In Poor Madrid Neighborhood, Biggest Snowfall in Half Century Deepens Misery

MADRID — Even before Madrid’s biggest snowfall in half a century caused part of her roof to collapse this month, Manuela Reyes Flores and her family were without electricity and running water as winter set in on their impoverished neighborhood on the outskirts of Spain’s capital.

So it was just one more level of misery for them and thousands of other residents of the neighborhood, Cañada Real, when the huge snowstorm two weeks ago blanketed Madrid in a foot and a half of snow. The capital region was paralyzed, and on Tuesday, Madrid was declared a disaster zone.

“We’ve never had an easy life,” said Ms. Reyes Flores, who settled in Cañada Real two decades ago as part of its large Roma community. She and her family have had to light open fires to keep warm, cook food and heat water for bathing.

“We had to build our own house, and we have always done our best to repair things without spending any money,” she said.

“But I can tell you that this place has now gone from disastrous to simply unlivable,” she added as she placed a bucket under a leak from the hole in her ceiling caused by the weight of the fresh snow.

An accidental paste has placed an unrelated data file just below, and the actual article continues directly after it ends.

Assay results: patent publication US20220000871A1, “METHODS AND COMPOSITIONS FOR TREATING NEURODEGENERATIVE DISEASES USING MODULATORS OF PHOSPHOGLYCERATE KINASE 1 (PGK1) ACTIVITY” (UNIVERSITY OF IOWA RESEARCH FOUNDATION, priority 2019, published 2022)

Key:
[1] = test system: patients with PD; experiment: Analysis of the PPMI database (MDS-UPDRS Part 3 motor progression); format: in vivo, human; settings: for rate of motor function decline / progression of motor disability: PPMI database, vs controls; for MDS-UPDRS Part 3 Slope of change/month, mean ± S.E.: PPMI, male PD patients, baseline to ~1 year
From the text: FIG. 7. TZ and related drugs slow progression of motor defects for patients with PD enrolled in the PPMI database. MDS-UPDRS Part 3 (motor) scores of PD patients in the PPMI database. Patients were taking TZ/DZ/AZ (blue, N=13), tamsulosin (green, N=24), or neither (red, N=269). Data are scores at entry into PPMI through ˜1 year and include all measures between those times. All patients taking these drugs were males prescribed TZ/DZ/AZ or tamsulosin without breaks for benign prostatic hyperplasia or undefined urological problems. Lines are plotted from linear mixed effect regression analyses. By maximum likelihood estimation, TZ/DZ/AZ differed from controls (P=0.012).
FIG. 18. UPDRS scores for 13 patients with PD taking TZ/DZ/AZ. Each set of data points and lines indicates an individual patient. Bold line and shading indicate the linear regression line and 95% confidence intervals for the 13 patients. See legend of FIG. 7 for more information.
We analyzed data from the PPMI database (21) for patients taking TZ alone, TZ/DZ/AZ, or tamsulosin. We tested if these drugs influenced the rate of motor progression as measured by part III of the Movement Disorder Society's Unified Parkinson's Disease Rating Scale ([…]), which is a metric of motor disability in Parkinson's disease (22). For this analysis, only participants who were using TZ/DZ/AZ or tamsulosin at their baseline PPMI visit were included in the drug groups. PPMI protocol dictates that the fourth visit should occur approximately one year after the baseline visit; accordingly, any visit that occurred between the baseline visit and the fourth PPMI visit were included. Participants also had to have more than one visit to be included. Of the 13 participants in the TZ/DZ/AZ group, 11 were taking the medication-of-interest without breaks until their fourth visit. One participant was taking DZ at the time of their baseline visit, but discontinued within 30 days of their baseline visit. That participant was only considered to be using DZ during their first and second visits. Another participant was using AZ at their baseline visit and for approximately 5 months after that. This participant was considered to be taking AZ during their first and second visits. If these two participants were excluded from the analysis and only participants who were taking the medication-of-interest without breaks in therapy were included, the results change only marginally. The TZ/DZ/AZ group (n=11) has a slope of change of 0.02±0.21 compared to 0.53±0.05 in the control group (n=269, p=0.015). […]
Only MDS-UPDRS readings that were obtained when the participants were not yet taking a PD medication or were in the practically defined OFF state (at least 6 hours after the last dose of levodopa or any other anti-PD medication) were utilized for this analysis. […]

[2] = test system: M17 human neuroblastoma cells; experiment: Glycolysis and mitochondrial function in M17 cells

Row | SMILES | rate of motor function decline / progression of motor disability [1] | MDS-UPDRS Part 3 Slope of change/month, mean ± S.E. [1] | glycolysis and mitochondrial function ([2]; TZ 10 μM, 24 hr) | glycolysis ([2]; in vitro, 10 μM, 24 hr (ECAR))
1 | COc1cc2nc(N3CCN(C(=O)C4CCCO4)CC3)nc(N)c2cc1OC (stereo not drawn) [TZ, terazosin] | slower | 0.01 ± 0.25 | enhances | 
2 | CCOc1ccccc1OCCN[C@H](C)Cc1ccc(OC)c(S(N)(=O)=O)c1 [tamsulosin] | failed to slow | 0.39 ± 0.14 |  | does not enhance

Cañada Real, home to about 8,000 people, is one of Europe’s largest poverty-ravaged neighborhoods. While part of the area is dotted with brick-and-mortar houses, at least half of the people there live under corrugated roofs and tarpaulin, which is also used instead of glass windows.

The neighborhood has been a political football for decades, with several layers of government and different municipalities sharing responsibility for the vast stretch of land. Amid the political foot-dragging, about 25 nongovernmental organizations have stepped in to help the most vulnerable in Cañada Real. The number of Spanish aid workers has also risen since the pandemic began, because travel restrictions have stopped them from working outside Spain.

Olga San Martín, the co-founder of Olvidados, a small humanitarian aid organization, visited Bosnia in December to distribute winter clothing in refugee camps.

“I consider life in Cañada Real to be just as horrendous as in Bosnia, except that it feels even more shocking and disgraceful, because we have allowed this to happen in the capital of Spain and within the European Union,” she said after surveying the snowstorm’s damage.

In 2017, lawmakers agreed to dismantle part of Cañada Real and move thousands of residents to subsidized apartments around Madrid. But only 105 such apartments have been made available.

In October, Naturgy, a utility, cut the electricity supply to most of Cañada Real, saying residents were making intensive, unregulated and unsafe use of its electricity even though the area had only four official customer accounts.

The power cut led to clashes between the police and residents. The clashes intensified once the police moved in, detained a dozen people and destroyed several marijuana plots.

In December, a group of experts from the United Nations urged Spanish authorities to restore the electricity, particularly to protect the approximately 1,800 children who live in the area.